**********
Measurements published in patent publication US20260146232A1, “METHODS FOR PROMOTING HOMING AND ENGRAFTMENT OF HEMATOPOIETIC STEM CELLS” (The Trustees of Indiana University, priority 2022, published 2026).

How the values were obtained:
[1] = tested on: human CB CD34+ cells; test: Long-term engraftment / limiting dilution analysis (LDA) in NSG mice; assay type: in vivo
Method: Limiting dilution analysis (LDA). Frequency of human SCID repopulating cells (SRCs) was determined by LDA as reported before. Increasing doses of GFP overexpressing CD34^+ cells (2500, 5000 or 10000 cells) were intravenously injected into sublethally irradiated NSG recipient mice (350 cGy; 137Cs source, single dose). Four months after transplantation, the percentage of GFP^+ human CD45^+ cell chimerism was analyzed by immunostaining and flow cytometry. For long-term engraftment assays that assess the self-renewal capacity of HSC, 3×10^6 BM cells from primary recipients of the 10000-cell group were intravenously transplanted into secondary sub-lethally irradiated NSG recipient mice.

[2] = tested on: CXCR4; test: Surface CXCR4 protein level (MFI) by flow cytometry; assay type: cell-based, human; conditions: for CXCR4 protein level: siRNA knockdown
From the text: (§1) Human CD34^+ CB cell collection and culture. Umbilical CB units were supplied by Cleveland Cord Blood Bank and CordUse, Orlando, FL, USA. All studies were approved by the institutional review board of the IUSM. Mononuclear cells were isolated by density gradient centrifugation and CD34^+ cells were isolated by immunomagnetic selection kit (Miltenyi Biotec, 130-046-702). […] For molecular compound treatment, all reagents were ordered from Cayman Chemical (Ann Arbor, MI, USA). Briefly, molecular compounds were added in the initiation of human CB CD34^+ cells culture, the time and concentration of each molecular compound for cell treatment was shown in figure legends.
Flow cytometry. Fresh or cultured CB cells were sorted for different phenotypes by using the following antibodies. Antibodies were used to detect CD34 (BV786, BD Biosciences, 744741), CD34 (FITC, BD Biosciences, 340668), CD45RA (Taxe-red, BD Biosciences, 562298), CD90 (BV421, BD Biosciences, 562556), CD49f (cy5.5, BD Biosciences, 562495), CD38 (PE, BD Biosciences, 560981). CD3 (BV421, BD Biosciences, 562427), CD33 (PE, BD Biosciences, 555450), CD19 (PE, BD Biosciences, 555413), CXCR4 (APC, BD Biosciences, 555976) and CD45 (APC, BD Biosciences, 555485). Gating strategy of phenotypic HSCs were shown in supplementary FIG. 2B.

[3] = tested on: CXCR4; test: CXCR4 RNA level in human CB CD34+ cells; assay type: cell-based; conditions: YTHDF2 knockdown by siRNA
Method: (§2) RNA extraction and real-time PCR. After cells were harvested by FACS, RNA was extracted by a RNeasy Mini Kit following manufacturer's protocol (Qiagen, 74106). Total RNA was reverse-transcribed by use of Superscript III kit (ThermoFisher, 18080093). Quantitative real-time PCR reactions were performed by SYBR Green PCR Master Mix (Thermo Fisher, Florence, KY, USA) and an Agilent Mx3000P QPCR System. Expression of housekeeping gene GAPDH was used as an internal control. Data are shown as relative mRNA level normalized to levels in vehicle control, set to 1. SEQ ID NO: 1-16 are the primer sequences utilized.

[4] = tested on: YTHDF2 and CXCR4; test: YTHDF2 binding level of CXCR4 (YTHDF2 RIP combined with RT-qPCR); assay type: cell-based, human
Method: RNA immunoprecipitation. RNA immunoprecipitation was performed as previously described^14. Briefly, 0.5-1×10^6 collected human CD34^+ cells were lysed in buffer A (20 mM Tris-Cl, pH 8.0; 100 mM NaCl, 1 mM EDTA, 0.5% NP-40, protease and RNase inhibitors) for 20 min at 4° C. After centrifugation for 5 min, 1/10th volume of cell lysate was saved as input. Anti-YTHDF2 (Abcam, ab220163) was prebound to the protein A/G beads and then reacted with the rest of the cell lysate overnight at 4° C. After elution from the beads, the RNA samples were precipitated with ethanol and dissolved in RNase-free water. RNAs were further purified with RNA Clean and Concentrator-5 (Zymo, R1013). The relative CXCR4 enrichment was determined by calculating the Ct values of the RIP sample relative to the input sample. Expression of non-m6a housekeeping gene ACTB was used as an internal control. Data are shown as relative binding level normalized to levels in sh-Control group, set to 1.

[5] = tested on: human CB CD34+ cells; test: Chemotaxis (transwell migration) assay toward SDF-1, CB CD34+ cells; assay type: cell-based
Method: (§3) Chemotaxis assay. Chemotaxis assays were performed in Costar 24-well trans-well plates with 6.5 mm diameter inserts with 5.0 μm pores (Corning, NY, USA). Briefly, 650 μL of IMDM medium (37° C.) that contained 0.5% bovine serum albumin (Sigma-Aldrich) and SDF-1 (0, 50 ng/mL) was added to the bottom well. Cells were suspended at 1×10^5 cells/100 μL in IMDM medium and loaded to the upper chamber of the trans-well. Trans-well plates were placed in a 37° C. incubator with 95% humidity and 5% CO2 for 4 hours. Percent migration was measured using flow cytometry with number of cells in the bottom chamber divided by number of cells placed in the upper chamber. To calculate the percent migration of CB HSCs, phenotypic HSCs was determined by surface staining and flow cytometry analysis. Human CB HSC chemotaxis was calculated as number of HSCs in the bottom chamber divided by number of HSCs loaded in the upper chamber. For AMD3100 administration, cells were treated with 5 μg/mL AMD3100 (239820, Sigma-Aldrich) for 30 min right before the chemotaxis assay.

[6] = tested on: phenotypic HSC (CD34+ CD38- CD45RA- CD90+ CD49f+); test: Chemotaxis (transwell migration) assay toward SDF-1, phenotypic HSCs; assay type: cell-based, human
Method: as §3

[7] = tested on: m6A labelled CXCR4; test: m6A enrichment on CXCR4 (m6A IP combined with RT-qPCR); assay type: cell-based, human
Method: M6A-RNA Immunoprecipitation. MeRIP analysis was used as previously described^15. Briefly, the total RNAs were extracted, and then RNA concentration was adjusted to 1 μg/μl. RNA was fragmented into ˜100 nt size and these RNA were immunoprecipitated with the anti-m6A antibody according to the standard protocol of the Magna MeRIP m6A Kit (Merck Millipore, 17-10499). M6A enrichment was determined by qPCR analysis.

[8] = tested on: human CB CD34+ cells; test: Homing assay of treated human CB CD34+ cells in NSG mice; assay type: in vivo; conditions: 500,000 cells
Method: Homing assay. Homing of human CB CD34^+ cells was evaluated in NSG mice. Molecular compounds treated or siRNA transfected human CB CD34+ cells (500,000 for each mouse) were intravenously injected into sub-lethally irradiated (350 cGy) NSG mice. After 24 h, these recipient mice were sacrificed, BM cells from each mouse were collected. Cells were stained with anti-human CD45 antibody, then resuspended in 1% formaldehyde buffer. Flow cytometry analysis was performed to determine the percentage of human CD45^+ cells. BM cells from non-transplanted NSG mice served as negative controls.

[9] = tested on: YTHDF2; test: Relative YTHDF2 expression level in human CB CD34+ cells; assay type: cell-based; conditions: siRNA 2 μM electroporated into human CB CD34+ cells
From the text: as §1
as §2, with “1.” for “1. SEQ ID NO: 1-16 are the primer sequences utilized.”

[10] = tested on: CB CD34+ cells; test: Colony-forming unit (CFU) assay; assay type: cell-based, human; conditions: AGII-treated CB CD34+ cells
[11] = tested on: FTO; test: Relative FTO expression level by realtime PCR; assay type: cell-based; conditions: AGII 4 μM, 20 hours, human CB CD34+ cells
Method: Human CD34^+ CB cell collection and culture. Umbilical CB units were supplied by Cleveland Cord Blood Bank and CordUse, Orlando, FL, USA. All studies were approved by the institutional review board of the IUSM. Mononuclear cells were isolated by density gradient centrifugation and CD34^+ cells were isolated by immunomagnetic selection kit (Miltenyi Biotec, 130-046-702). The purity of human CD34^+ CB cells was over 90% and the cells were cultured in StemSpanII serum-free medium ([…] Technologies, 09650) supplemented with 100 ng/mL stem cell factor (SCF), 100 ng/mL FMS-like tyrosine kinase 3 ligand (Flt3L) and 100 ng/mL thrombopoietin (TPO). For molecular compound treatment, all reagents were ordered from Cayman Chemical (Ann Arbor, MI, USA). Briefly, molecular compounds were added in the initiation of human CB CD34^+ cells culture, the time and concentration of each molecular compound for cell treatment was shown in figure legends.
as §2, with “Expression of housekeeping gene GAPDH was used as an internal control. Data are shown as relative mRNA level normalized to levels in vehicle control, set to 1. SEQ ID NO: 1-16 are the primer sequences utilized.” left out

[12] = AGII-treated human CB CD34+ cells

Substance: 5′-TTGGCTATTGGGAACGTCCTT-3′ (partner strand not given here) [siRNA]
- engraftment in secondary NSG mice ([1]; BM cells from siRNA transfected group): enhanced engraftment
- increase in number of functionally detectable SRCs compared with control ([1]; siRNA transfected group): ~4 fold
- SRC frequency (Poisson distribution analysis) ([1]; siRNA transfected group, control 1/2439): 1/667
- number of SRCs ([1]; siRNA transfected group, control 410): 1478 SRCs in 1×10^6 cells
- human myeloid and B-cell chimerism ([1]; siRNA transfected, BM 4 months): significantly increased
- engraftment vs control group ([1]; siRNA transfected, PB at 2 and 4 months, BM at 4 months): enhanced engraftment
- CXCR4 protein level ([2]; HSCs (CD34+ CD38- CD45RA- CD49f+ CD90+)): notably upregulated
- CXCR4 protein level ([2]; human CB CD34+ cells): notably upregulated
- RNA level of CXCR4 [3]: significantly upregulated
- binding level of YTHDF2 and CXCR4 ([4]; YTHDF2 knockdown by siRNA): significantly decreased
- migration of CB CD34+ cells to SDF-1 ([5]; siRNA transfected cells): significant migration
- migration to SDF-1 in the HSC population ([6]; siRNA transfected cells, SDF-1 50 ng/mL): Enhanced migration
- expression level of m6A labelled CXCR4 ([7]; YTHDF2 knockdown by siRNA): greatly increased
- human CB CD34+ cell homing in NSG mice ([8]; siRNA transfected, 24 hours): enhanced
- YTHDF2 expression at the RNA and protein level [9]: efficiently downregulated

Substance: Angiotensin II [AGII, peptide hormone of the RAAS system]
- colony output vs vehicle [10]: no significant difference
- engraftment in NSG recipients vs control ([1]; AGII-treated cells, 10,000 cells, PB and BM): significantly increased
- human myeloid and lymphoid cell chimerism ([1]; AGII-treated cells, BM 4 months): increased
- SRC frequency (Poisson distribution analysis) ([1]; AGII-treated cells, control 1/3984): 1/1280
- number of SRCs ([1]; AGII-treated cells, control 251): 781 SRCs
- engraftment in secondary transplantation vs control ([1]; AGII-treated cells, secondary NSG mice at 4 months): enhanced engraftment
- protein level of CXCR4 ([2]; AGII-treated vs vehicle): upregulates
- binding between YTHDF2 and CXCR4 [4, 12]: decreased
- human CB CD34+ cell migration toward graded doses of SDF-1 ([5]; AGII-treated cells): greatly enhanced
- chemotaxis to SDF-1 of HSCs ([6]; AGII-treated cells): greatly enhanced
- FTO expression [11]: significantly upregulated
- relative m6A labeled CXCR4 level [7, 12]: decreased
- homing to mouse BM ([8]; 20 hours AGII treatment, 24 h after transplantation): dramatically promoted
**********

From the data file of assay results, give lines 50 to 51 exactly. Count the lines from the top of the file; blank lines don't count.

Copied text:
- engraftment in secondary transplantation vs control ([1]; AGII-treated cells, secondary NSG mice at 4 months): enhanced engraftment
- protein level of CXCR4 ([2]; AGII-treated vs vehicle): upregulates